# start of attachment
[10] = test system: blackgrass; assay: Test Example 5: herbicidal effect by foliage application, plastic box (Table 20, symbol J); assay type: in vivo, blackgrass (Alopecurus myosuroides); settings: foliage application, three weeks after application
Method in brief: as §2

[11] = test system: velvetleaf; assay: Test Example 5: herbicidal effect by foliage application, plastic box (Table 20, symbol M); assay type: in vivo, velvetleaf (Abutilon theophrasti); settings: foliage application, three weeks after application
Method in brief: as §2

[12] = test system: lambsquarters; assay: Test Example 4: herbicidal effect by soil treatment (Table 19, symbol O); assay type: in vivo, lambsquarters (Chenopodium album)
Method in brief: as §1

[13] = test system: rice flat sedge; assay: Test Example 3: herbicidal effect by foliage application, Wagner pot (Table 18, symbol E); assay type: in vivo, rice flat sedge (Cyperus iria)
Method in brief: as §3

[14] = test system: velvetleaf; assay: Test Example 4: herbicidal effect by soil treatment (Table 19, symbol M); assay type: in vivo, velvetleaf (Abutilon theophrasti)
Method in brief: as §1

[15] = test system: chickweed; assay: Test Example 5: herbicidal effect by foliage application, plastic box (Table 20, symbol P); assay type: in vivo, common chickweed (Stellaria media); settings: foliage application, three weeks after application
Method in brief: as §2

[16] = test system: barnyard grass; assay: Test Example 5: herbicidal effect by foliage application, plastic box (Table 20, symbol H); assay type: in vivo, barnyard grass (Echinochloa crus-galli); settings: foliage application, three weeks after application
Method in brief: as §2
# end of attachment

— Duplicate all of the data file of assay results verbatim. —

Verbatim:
[10] = test system: blackgrass; assay: Test Example 5: herbicidal effect by foliage application, plastic box (Table 20, symbol J); assay type: in vivo, blackgrass (Alopecurus myosuroides); settings: foliage application, three weeks after application
Method in brief: as §2

[11] = test system: velvetleaf; assay: Test Example 5: herbicidal effect by foliage application, plastic box (Table 20, symbol M); assay type: in vivo, velvetleaf (Abutilon theophrasti); settings: foliage application, three weeks after application
Method in brief: as §2

[12] = test system: lambsquarters; assay: Test Example 4: herbicidal effect by soil treatment (Table 19, symbol O); assay type: in vivo, lambsquarters (Chenopodium album)
Method in brief: as §1

[13] = test system: rice flat sedge; assay: Test Example 3: herbicidal effect by foliage application, Wagner pot (Table 18, symbol E); assay type: in vivo, rice flat sedge (Cyperus iria)
Method in brief: as §3

[14] = test system: velvetleaf; assay: Test Example 4: herbicidal effect by soil treatment (Table 19, symbol M); assay type: in vivo, velvetleaf (Abutilon theophrasti)
Method in brief: as §1

[15] = test system: chickweed; assay: Test Example 5: herbicidal effect by foliage application, plastic box (Table 20, symbol P); assay type: in vivo, common chickweed (Stellaria media); settings: foliage application, three weeks after application
Method in brief: as §2

[16] = test system: barnyard grass; assay: Test Example 5: herbicidal effect by foliage application, plastic box (Table 20, symbol H); assay type: in vivo, barnyard grass (Echinochloa crus-galli); settings: foliage application, three weeks after application
Method in brief: as §2